Canvas work

5 works of art by Jasper Johns that blur the line between art and everyday life

With a career spanning nearly 70 years, American painter, sculptor and printmaker Jasper john has had a profound influence on the art world. Using common objects, written words and innovative materials, he rejected conventional techniques in favor of his own visual language.

Through his art, Johns breaks the boundaries between fine art and real life and invites viewers to question the way we see and interact with the world. The 91-year-old neo-dada artist is believed to have helped influence movements such as pop art, minimalism and conceptualism, and he continues to inspire contemporary artists today.

Read on to discover five works of art by Jasper Johns and the stories behind them.

Here are five works of art by Jasper Johns that sought to challenge the public’s perception of the world.

Flag, 1954-55

When Johns chose to represent the American flag, he sacrificed a lot of power in terms of color and composition. However, it is its process and its materials that allow the piece to stand out as an original work of art. Johns created this work by combining wood slabs, shreds of newspaper, enamel paint and polish, a mixture of pigment and melted wax. This quick-drying medium froze paint drips and brush strokes, leaving a very textured surface where you can see the artist’s marks. Additionally, portions of the journal text remain visible through the wax and entice the viewer to take a closer look. Johns’ choice of midrange captures a handcrafted quality, which contrasts with the mass-produced quality of the American flag itself. He once said: “At first I was very involved in the notion of painting as an object and I tended to attack this idea from different directions.

Flag was an experience that began Johns’ career-long investigation of ‘how we see and why we see as we do’. While one person may associate the image of the American flag with national pride and freedom, others may see only imperialism and oppression. This work of art made Johns one of the first artists to provide polar meanings in a national symbol. When critics asked Johns if the work was a painted flag or a flag painting, he replied that it was both.

Target with four faces, 1955

In Target with four faces, Johns again explores a familiar object that “the mind already knows”. Mixing between painting and sculpture, the artist rendered the target textured on a wooden box using polish (wax pigment) and collage. Four plaster casts of the lower half of human faces are mounted above the target. The faces were referenced from a single model over a period of four months and arranged in non-sequential order. By not showing the model’s eyes, the cut faces seem to represent the anonymous masses. The target symbol may have hinted at the targeting of society through political powers and the media during the Cold War, when the artwork was made. The coin’s hinged lid allows the viewer to open and close the box and interact with the painting in a physical way.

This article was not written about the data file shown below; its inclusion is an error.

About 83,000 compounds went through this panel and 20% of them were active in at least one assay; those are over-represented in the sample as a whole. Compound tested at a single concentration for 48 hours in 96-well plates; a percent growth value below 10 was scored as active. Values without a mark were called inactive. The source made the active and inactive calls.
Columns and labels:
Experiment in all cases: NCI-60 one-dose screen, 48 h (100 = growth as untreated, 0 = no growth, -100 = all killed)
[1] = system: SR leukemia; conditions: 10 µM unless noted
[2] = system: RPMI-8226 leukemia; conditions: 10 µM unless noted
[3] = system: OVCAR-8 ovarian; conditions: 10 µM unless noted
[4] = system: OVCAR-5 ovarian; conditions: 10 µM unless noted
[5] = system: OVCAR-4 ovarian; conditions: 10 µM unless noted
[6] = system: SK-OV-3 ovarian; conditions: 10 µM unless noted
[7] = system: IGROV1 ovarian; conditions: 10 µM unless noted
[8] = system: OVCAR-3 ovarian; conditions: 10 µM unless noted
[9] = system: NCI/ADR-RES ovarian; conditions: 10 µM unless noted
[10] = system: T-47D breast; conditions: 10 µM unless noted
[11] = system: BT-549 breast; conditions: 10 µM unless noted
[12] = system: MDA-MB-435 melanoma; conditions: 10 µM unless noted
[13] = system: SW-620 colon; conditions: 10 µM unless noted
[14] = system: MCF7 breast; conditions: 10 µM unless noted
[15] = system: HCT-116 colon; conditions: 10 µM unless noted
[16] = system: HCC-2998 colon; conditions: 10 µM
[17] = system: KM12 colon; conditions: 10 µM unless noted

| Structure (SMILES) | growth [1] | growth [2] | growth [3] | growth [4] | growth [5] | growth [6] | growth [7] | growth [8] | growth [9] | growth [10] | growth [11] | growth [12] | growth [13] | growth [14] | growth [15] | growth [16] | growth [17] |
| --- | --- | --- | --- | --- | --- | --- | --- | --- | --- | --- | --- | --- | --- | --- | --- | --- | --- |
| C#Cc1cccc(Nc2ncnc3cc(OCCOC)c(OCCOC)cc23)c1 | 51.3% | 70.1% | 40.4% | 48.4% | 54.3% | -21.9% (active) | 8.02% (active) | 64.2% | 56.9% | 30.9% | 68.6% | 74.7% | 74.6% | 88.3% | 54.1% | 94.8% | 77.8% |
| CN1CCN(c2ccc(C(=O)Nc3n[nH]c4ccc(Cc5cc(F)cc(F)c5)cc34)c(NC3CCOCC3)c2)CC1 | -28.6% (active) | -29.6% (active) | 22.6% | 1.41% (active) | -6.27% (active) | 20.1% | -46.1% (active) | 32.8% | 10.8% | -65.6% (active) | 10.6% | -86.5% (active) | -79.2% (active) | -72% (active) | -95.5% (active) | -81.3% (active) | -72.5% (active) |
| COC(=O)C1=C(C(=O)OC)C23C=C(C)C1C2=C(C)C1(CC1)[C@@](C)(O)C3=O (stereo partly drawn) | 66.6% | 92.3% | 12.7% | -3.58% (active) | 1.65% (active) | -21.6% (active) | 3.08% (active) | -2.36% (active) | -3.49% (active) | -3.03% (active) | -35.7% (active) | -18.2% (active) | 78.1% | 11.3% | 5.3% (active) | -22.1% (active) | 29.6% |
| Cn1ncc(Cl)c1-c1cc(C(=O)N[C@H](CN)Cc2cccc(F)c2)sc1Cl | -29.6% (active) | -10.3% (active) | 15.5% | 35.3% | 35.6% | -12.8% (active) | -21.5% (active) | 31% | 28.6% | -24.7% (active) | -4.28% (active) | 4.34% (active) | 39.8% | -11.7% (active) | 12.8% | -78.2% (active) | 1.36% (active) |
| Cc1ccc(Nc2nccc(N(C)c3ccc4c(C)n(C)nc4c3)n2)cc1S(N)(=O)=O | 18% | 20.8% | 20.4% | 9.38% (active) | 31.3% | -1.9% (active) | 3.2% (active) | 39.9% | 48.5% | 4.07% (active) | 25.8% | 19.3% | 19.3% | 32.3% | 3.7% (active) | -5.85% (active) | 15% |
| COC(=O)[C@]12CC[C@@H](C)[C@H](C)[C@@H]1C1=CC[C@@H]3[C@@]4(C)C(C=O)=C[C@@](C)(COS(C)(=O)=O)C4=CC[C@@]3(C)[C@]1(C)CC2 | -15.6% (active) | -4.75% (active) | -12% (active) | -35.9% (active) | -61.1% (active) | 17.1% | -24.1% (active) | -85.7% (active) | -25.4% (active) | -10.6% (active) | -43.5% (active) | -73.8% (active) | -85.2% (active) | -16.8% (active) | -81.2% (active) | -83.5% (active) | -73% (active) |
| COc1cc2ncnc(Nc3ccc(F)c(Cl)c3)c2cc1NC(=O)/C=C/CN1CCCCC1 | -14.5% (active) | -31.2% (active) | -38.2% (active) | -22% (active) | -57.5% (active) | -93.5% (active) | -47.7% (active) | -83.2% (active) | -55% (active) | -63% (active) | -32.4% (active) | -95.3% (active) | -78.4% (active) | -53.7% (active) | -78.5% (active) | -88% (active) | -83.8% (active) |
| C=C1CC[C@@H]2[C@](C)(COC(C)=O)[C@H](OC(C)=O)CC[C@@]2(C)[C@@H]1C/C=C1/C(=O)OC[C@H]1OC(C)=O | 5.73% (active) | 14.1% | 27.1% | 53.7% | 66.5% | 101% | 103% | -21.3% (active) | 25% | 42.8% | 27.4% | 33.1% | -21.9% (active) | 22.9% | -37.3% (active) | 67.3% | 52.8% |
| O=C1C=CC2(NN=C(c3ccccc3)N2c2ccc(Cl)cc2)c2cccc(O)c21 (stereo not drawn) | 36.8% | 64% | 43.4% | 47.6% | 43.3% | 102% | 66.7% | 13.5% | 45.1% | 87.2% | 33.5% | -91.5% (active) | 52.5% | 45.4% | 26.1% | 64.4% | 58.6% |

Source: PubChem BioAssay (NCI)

False start, 1959

False start playfully confuses the viewer with perceptual and linguistic clues. The expressive spots of red, yellow, blue, orange and white are stenciled with the words “red”, “orange”, “blue” and “yellow”. However, not every written word matches the visual color. For example, Johns writes the word “white” in red ink, stenciled over yellow brush strokes. By focusing on the abstraction of colors and the words that represent them, Johns does away with traditional associations.

He says of his work: “Flags and targets have colors positioned in a predetermined way. I wanted to find a way to apply the color so that the color was determined by some other method.

According to what, 1964

Johns created this huge 16-foot-long painting by stitching together several canvases and adding various three-dimensional objects to the painted panels. The artist incorporated themes and techniques he used in his earlier works, such as expressive brushstrokes (he called “brushmarking”), stenciled color names, and molded body parts. A chair, a cast of legs, and another smaller canvas with a hinge are attached to the panels. Johns also developed his techniques to the center of the canvas with the inclusion of newspaper pages silkscreened on the Kremlin.

On the far left, the small canvas shows a silhouette of Marcel Duchamp, John’s mentor. “Duchamp made a work that was a torn square,” recalls Johns. “I took a trace of the profile, hung it on a string, and cast its shadow, so that it became distorted and no longer square.” he adds: “I deliberately took Duchamp’s own work and modified it slightly, and I thought I would play a kind of game on whoever’s work it is, mine or his.

By displaying these quilts of elements, Johns invites the viewer to experiment According to what from different perspectives and interpret their own meaning.

Corpse and mirror II, 1974

In his work from 1972 to 1983, Johns used a new pattern of hatch marks. He first saw the pattern on a passing car. He remembers, “I only saw it for a second, but I knew immediately I was going to use it. It had all the qualities that interest me: literalness, repetitiveness, an obsessive quality, order with silence and the possibility of a total lack of meaning.

In his distinct and playful way, Johns abstracts the motif from his typical use by repeating it on the canvas in primary colors to create a thrilling composition. While the gestural painting appears free and expressive, the title, Corpse and mirror II, suggests a deeper meaning. Again, Johns creates tension between composition and subject, prompting the viewer to reflect on the work’s true meaning.

Jasper Johns: Website

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